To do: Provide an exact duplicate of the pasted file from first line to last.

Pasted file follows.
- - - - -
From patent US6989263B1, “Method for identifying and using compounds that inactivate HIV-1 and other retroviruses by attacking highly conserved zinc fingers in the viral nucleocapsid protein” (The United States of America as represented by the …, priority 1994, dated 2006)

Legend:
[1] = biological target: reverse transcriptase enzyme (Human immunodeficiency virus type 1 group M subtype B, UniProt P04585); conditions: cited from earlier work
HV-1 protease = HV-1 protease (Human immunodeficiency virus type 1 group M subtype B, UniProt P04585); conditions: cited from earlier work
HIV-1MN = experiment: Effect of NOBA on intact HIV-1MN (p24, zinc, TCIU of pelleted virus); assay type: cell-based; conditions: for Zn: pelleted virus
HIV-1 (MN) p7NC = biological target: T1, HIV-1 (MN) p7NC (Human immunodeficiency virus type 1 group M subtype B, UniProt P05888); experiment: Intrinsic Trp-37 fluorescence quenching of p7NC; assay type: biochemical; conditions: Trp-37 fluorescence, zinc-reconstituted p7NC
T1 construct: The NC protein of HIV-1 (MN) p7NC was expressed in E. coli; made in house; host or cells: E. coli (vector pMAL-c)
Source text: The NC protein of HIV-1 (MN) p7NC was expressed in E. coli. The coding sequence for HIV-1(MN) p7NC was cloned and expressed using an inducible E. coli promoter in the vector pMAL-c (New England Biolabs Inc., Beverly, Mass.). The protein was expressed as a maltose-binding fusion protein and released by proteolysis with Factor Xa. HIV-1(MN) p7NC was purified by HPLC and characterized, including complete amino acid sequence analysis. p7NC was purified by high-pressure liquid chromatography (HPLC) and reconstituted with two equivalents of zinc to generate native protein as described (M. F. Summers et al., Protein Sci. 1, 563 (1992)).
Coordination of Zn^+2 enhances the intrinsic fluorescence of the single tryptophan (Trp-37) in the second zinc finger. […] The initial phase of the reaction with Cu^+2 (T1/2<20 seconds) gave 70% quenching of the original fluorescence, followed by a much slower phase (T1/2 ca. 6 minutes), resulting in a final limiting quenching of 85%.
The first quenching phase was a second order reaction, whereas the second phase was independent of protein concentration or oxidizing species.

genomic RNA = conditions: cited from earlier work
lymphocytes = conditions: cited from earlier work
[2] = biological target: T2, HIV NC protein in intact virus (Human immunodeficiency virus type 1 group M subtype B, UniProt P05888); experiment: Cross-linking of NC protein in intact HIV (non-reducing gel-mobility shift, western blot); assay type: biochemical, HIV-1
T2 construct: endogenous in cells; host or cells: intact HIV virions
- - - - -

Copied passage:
From patent US6989263B1, “Method for identifying and using compounds that inactivate HIV-1 and other retroviruses by attacking highly conserved zinc fingers in the viral nucleocapsid protein” (The United States of America as represented by the …, priority 1994, dated 2006)

Legend:
[1] = biological target: reverse transcriptase enzyme (Human immunodeficiency virus type 1 group M subtype B, UniProt P04585); conditions: cited from earlier work
HV-1 protease = HV-1 protease (Human immunodeficiency virus type 1 group M subtype B, UniProt P04585); conditions: cited from earlier work
HIV-1MN = experiment: Effect of NOBA on intact HIV-1MN (p24, zinc, TCIU of pelleted virus); assay type: cell-based; conditions: for Zn: pelleted virus
HIV-1 (MN) p7NC = biological target: T1, HIV-1 (MN) p7NC (Human immunodeficiency virus type 1 group M subtype B, UniProt P05888); experiment: Intrinsic Trp-37 fluorescence quenching of p7NC; assay type: biochemical; conditions: Trp-37 fluorescence, zinc-reconstituted p7NC
T1 construct: The NC protein of HIV-1 (MN) p7NC was expressed in E. coli; made in house; host or cells: E. coli (vector pMAL-c)
Source text: The NC protein of HIV-1 (MN) p7NC was expressed in E. coli. The coding sequence for HIV-1(MN) p7NC was cloned and expressed using an inducible E. coli promoter in the vector pMAL-c (New England Biolabs Inc., Beverly, Mass.). The protein was expressed as a maltose-binding fusion protein and released by proteolysis with Factor Xa. HIV-1(MN) p7NC was purified by HPLC and characterized, including complete amino acid sequence analysis. p7NC was purified by high-pressure liquid chromatography (HPLC) and reconstituted with two equivalents of zinc to generate native protein as described (M. F. Summers et al., Protein Sci. 1, 563 (1992)).
Coordination of Zn^+2 enhances the intrinsic fluorescence of the single tryptophan (Trp-37) in the second zinc finger. […] The initial phase of the reaction with Cu^+2 (T1/2<20 seconds) gave 70% quenching of the original fluorescence, followed by a much slower phase (T1/2 ca. 6 minutes), resulting in a final limiting quenching of 85%.
The first quenching phase was a second order reaction, whereas the second phase was independent of protein concentration or oxidizing species.

genomic RNA = conditions: cited from earlier work
lymphocytes = conditions: cited from earlier work
[2] = biological target: T2, HIV NC protein in intact virus (Human immunodeficiency virus type 1 group M subtype B, UniProt P05888); experiment: Cross-linking of NC protein in intact HIV (non-reducing gel-mobility shift, western blot); assay type: biochemical, HIV-1
T2 construct: endogenous in cells; host or cells: intact HIV virions